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I am seeking my next great adventure

Dear Reader,

tl;dr

I’m looking for a job, got a spare? Email me. Want to help? RT this or recommend me to a company you know that is looking.

The Setup

For the second time since I have been blogging (and for the 3rd time in my career) I find myself looking for “What’s next”. I received a call from my employer this morning that basically said “we are going in a different direction”.[Nice comments about the company redacted to comply with my exit agreement.]

So I have been sitting here thinking about who I am, what I do, and what I want to do when I grow up. (It should be noted that as I sit here and write this, I am staring 50 years old in the face. If I am ever going to grow up, it needs to be soon.)

Things have changed a little since I wrote this same post in 2009. The main thing that has changed is that I have discovered that I love teaching and helping developers grow. When I look back at the last 10 years of my career, it’s not really a revelation, but I hadn’t really noticed it until a year or so ago.

Second, my life goals have changed. I have records of what my short-mid-long term goals were a few years back. As I look at them now, I begin to realize that they aren’t as important as I thought they were. Most of my goals in the past have been about things. I realized this summer that my major life goal; my BHAG; is to do something that makes a difference. I don’t have to change the world, but I’d like to leave it a better place than I found it.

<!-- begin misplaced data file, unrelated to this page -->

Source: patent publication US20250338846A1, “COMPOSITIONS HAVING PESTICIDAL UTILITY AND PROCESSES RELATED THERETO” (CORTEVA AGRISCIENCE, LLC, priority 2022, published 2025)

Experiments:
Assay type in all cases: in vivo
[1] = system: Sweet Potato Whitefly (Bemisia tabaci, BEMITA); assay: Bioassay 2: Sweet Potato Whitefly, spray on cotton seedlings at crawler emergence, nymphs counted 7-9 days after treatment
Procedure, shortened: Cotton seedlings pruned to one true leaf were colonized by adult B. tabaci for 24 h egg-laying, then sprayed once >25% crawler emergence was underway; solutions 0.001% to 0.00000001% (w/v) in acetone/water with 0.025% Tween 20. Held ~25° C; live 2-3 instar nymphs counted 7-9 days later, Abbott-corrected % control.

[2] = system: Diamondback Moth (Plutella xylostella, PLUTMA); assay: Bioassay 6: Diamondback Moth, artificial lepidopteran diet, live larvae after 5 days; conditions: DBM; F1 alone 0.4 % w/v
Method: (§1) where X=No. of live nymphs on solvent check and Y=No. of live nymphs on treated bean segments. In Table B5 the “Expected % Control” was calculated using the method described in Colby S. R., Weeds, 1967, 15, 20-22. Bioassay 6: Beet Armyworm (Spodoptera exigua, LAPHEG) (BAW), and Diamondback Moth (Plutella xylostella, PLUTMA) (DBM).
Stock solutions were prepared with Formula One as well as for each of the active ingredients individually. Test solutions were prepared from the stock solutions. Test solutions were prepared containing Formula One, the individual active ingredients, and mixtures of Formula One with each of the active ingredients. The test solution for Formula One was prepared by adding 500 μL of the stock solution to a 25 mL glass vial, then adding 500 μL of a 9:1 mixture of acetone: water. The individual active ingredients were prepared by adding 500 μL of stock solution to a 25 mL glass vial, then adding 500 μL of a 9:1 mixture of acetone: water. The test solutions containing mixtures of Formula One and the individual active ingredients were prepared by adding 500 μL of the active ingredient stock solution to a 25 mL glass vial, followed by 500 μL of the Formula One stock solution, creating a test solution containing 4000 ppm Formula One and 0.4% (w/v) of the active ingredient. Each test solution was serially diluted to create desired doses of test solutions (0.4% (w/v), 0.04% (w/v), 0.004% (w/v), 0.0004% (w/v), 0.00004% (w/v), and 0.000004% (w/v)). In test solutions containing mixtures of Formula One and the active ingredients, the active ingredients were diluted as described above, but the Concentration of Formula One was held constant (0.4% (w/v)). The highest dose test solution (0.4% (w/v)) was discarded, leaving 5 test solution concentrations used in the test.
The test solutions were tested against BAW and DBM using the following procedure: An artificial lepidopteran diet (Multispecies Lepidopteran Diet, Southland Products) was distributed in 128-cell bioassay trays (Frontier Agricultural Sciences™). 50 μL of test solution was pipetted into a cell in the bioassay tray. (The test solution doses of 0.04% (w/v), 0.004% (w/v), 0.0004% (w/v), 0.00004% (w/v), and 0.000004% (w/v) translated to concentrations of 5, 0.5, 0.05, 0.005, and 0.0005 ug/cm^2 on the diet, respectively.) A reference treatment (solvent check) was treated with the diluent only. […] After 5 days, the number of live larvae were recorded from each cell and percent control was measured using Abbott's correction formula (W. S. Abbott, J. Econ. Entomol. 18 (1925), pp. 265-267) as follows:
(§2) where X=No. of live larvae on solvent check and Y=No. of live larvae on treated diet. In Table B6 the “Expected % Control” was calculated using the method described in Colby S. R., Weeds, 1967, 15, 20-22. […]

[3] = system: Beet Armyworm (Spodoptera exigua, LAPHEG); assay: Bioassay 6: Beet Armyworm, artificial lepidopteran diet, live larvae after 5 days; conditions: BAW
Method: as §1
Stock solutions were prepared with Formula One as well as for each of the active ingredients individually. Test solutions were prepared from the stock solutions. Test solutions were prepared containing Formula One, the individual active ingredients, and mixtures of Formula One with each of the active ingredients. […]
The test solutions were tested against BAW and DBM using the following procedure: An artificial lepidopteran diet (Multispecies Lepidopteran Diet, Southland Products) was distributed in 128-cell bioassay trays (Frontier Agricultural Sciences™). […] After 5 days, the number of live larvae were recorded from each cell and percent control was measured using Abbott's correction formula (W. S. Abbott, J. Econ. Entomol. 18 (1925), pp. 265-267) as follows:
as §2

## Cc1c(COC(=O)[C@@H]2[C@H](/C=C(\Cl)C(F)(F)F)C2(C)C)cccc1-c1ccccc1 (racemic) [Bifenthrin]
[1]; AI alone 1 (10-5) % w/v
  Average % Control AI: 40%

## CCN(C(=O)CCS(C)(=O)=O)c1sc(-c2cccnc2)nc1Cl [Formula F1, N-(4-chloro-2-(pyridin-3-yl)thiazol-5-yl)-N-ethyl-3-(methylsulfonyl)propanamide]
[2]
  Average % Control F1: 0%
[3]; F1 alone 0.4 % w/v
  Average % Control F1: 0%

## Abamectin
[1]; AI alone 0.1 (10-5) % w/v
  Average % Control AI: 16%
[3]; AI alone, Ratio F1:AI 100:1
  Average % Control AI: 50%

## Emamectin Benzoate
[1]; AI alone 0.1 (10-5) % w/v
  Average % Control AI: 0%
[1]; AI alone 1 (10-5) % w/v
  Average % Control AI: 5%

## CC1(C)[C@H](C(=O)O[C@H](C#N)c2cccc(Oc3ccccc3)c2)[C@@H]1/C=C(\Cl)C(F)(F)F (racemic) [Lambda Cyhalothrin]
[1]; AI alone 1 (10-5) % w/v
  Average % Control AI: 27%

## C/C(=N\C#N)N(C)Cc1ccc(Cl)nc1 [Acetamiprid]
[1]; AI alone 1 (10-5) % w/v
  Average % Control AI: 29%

The Call to Action

So with all of that in mind, I announce to you that I am looking for my next great adventure and ask for your help in finding it.

Does your company need any of those either full time or contract? If so, reach out to me via email cal at calevans dot com. If you need my resume, Click “Resume of Cal Evans”.

Until next time,
I <3 |<
=C=

Goodbye Dad

Dear Reader,

Jerry EvansMy world is a little darker now, my father – Jerry Collins Evans, Sr. – has passed on from this life and is in heaven with his parents now.

Words fail me.

So instead, I will simply share this that I wrote several years ago.

Age 12: A Public Display of Affection
By Cal Evans

When I was in 6th grade, I attended a small Christian school in Coral Gables Florida. For part of the year, we had a substitute math teacher whom I remember absolutely nothing about except for the fact that he was a University of Oklahoma football fan. As luck would have it, that year, Oklahoma was coming to Miami to play the Hurricanes, and this particular teacher was beside himself with delight.

One day he spent almost half of class regaling us with the stories of this years Oklahoma team, how good they were and what an exciting game it would be. He usually followed these oratories with comments like, â”While Miami doesn’t have much of a team this year, if you get a chance to go to this game it will be great just to see Oklahoma play.” To him, just the exhibition of them running out on the field was enough to warrant the price of the ticket. It was positively mesmerizing just listening to him talk. Of, course, being good 6th grade students, we did everything we could to keep him going under the misguided assumption that the less we covered in class, the less that we would be tested on.